Special Forces soldiers undergo a selection procedure which eliminates mentally weak soldiers from further participation while their later training is aimed at bolstering the mental fitness and durability of the candidates who have successfully passed the selection.
Boot camps and selection courses are designed to wipe out the mentally weak candidates, not the physically inept soldiers. Everybody can obtain physical fitness through training, therefore most military boot camps, as tough and physically demanding they are, don’t focus primarily on the physical.
All of the running and obstacle courses serve a different purpose: They tire the soldier out. Exhaustion and the constant pressure not to fail the many physical fitness requirements exert psychological pressure on the candidates. Add to this sleep deprivation, lack of food, a constant insecurity if you made it and what’s going on, nightly alarms and a lot of screaming: The army tries to find your breaking point.
Some military organizations go even further. The French Foreign Legion regards it as their mission to first completely break the recruit and then build him up according to the Legion’s own requirements.
From the moment the candidate didn’t break and made it through the selection course, the military starts using a completely different approach. Now everything is done to further build up and bolster the soldier’s mental strength.
And like in boot camp and selection courses, the military chooses an indirect approach. None of their methods aims directly at improving the soldier’s mental strength, but all of them combined will exactly achieve this goal.
Group spirit: Every Special Forces member knows that they are part of a very small elite. This thought bolsters their ego: Believing in yourself is the basis for mental strength.
Trust: Constant training and deployments with your unit let you form bonds. In Special Forces units nobody “pulls rank.” What’s in your head, who you are and your abilities are more important than your pay grade. When you know that you can trust the guys around you and your commanding officers as well, it’s less likely that you’ll freak out in combat.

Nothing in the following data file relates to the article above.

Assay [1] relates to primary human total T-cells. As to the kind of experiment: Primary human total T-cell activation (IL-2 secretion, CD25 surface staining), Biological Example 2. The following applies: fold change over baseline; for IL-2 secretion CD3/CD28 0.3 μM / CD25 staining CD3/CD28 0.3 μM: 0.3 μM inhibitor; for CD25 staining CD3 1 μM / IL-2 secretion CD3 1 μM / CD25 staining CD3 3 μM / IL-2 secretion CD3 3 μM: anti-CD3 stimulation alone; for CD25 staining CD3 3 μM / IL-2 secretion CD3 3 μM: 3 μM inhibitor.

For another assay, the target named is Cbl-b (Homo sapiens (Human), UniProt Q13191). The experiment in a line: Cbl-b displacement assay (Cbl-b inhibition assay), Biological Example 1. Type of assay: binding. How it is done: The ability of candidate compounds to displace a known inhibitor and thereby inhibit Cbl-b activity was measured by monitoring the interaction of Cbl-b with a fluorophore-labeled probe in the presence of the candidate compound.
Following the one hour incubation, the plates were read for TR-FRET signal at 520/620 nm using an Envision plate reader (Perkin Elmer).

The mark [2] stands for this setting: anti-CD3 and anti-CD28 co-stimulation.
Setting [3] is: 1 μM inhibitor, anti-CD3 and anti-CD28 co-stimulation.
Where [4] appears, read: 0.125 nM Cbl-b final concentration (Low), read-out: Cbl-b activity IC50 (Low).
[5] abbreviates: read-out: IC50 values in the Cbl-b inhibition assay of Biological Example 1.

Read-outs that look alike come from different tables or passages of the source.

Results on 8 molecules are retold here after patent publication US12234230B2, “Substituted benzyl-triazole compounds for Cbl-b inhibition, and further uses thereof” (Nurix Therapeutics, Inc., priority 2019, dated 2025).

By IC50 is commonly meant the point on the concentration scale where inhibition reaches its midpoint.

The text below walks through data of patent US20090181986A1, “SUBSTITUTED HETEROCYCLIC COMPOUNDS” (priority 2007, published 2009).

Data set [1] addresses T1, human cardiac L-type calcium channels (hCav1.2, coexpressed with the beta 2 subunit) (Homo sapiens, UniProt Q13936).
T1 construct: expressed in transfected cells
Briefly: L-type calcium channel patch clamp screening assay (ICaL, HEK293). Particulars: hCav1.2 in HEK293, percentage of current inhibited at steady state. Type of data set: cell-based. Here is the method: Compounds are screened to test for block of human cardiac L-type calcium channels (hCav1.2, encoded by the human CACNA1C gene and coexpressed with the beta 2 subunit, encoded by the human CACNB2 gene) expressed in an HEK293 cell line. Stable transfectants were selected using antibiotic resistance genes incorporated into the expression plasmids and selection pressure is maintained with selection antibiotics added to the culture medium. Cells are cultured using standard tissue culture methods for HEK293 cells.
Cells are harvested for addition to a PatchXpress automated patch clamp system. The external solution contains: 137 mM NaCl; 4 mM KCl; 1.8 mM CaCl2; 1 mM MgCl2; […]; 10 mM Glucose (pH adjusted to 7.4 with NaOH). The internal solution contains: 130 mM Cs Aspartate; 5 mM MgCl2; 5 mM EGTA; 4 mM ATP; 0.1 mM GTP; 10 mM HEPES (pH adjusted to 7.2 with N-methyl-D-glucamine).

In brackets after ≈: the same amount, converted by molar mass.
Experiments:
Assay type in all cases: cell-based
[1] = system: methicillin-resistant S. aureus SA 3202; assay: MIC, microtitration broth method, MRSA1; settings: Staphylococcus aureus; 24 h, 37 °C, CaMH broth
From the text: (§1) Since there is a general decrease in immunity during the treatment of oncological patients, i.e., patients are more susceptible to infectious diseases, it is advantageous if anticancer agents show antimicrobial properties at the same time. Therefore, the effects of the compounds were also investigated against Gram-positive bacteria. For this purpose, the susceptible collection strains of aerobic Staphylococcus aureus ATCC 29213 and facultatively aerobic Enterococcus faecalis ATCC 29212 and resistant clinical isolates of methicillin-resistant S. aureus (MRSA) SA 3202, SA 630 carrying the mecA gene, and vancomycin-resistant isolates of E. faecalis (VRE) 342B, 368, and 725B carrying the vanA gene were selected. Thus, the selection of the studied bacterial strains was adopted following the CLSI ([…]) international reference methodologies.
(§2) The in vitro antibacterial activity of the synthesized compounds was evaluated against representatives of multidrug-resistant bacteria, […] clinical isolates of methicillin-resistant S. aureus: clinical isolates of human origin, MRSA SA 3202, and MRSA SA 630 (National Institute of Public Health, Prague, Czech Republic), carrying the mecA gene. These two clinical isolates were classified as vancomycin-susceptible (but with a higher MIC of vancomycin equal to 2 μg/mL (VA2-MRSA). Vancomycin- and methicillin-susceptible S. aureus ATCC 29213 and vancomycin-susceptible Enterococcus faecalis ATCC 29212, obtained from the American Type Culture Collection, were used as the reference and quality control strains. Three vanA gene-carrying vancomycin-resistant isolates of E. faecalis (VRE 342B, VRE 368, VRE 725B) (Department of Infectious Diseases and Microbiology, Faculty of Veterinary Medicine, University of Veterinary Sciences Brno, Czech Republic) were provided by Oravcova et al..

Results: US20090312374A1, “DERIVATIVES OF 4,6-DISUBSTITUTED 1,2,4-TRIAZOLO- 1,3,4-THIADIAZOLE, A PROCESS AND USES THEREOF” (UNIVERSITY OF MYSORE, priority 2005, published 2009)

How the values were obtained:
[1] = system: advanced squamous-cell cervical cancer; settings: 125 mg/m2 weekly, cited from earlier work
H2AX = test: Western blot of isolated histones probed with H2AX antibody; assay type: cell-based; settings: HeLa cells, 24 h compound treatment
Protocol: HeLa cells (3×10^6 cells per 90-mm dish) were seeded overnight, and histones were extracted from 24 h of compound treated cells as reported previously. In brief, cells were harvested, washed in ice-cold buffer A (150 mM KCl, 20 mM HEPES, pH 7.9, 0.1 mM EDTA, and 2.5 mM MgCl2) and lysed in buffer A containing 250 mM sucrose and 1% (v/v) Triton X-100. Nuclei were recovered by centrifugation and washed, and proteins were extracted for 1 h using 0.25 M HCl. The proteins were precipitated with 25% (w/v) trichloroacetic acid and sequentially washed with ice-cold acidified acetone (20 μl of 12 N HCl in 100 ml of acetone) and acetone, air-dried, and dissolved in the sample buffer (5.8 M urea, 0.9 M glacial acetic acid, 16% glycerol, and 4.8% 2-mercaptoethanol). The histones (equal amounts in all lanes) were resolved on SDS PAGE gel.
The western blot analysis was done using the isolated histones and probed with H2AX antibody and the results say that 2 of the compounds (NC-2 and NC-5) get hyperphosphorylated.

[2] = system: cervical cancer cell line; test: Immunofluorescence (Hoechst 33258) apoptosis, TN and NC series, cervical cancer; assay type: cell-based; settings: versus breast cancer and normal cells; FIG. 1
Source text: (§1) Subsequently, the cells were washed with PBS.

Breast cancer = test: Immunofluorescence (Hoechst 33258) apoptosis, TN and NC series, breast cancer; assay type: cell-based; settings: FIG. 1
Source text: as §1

Training: Learning and acquiring all sorts of special skills strengthens the soldier’s confidence in his own capabilities. Soldiers who have confidence in their abilities are more resilient and are less likely to panic.
Peer pressure: For a professional soldier there is nothing worse than to be deemed “mentally not resilient” by his comrades or leaders. If you lose your nerves in a combat situation you better request a transfer to another unit. This attitude is a part of life in every Special Forces unit around the world.
Even if you don’t feel cool at all in a combat situation, you will have to fake it. Then your buddies think you are the man, which will also make them more calm (Trust), while at the same time their approval will bolster your ego (Group spirit).
End result: Everybody is cool and levelheaded and continues the mission.
Some people say that combat experience also contributes to improve mental strength, but this is only partially true. I’ve been in combat with guys who lost their calm during a fight and became a burden to us. Usually, we would give them another chance to prove their combat worth as it was their first time. The next time we came under fire, none of them showed any improvement.
Combat experience won’t give you mental strength if you haven’t had it the first time. On the other hand, if you are already a resilient person, a new combat situation might make you even tougher—up to a certain point.
There is a breaking point for every combat soldier and too much pressure, regardless if applied in training or experienced on the battlefield, might destroy all confidence and leave a mental wreck behind. Therefore, military leaders have to be very careful when it comes to assessing the mental strength of their soldiers.
In training that means that sometimes you have to “row back” when it becomes obvious that the candidates are mentally on the edge, while in combat it means to closely monitor the mental “reserves” of your unit and relieve troops before any harm is done.
Answer from Roland Bartetzko, former German Army paratrooper, Croatian Defense Council, Kosovo Liberation Army. The answer was originally published on Quora.